Centralized Core Facilities and shared equipment and infrastructure are an essential pillar for a successful research enterprise.
At University of Ottawa Heart Institute (UOHI), we offer a wide range of facilities that provide researchers with access to sophisticated and fundamental instruments and technologies. These facilities represent a cost savings while furthering groundbreaking discoveries and advancing interdisciplinary collaboration.
Listed below are our Core Facilities and shared infrastructure and services,
Operating on a fee-for-service basis, our Core Facilities serve researchers at the Heart Institute and in the Ottawa region, and external clients including biotechnology companies and federal agencies. Our core facilities and infrastructure are listed below, along with contact details and links to websites with more information.
Cardiac Imaging Research Core Facility
The Cardiac Imaging Research Core Lab (CIRCL) provides multi-modality image analysis and interpretation of clinical PET, SPECT, MRI, CT and ECHO, as well as expertise and tools for clinical data anonymization, transmission, storage and analysis.
Cell Imaging and Histology Core Facility
This facility provides tools for ultra-structural and molecular imaging, including an ultra-high resolution confocal microscope, as well as histology and pathology services for both animal model and clinical research.
Genetic Analysis Core Facility
The Genetics Centre provides high-end statistical and analytical support for genetic, genomic and proteomic analysis of data generated internally or from external providers.
In-vivo Surgery Core Facility
The In-vivo Surgery Core performs ACC approved surgical procedures as requested, including consultation, echocardiography, medication dosing and specimen removal.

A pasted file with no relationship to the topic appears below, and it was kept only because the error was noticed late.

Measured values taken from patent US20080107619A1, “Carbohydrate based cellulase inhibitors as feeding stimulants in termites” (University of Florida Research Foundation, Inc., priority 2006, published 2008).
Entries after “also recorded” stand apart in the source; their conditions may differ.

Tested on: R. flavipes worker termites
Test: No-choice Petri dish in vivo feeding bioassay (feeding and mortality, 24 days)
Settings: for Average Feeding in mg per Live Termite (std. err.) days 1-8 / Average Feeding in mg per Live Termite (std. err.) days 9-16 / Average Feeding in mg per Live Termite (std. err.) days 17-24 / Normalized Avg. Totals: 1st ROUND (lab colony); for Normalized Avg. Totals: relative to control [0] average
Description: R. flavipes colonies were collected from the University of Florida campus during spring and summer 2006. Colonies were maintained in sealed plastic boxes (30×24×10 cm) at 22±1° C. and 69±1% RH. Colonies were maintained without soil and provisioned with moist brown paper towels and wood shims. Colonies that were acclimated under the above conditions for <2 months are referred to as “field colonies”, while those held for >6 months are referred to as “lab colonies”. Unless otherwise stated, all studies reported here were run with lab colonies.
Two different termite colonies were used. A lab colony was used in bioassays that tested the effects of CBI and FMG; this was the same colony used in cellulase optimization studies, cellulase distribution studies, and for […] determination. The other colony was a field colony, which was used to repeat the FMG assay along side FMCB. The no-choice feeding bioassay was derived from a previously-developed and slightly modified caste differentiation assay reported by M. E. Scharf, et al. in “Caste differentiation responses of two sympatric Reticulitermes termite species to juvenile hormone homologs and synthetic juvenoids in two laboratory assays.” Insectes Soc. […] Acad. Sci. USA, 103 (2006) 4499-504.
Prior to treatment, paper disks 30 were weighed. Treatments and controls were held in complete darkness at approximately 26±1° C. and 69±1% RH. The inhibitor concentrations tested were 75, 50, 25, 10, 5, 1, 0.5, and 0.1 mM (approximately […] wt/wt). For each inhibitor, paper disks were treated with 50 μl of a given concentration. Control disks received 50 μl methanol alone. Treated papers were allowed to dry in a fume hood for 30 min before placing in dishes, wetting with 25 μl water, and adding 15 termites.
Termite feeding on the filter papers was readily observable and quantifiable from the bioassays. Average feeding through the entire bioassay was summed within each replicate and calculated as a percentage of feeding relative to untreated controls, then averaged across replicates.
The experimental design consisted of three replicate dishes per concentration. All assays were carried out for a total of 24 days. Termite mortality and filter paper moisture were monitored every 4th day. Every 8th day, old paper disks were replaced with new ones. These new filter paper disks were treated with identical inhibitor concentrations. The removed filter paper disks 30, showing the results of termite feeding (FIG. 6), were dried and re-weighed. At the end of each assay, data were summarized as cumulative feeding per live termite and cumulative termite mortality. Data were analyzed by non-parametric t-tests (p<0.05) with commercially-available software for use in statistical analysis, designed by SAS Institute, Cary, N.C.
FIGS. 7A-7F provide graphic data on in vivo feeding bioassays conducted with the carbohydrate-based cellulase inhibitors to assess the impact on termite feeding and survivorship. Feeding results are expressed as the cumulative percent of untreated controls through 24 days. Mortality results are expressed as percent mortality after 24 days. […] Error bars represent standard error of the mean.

PET Research Radiochemistry Core Facility
The PET Research Radiochemistry Lab offers production/service providing quality PET radiopharmaceuticals for research projects in radiochemistry, targetry, animal models and human imaging.
Pre-Clinical Imaging Core Facility
The Pre-Clinical Imaging Core provides access to small- and large-animal multi-modality scanners: MRI, PET, ECHO and SPECT-CT.
Available Infrastructure and Services
UOHI Biobank Facility
Our Biobank, with oversight from OHSN-REB and the UOHI Biobank committee, collects and stores de-identified samples and related health information from UOHI patients and healthy controls. Samples and data are released to authorized researchers for genetic and other biomarker discovery to improve diagnosis, inform risk reduction strategies and develop new therapies.
Biomarker Discovery and Validation Facility
The Biomarker facility offers a number of high quality immunoassay as well as the state-of-the-art SOMAScan proteomic services to basic, translational and clinical investigators.
Cardiovascular Research Methods Centre
The Cardiovascular Research Methods Centre focuses on the design and analysis of clinical trials.
Common Equipment Core Laboratory
The Common Equipment Core laboratory offers researchers use of tools and systems that are considered staples of biological research: autoclave, centrifuges, LSC, shaking incubator, etc.
Flow Cytometry Facilities
UOHI offers researchers the use of a BD FACSAria IIIu cell sorter/cytometer.
FlowQuant – Flow Quantification Software
FlowQuant is a clinical and research tool for quantifying myocardial blood flow (MBF) from nuclear medical images.
The Office of Research Services provides pre-award, post-award and clinical study support to all researchers at UOHI and acts as a liaison with our Core Facilities and shared infrastructure and services.
Acknowledging Our Cores Facilities and shared infrastructure
Grants and Publications: The use of data generated in a core facility in a grant application, progress report or publication contains the implicit understanding that the PI or authors will acknowledge the use of the core facility. Since many of our facilities are supported by federal agencies, such acknowledgement is mandatory.
Authorship: If core personnel provide significant intellectual input to the results submitted for publication, then it is reasonable and appropriate to include them as co-authors. Since circumstances very widely, each case should be considered individually.
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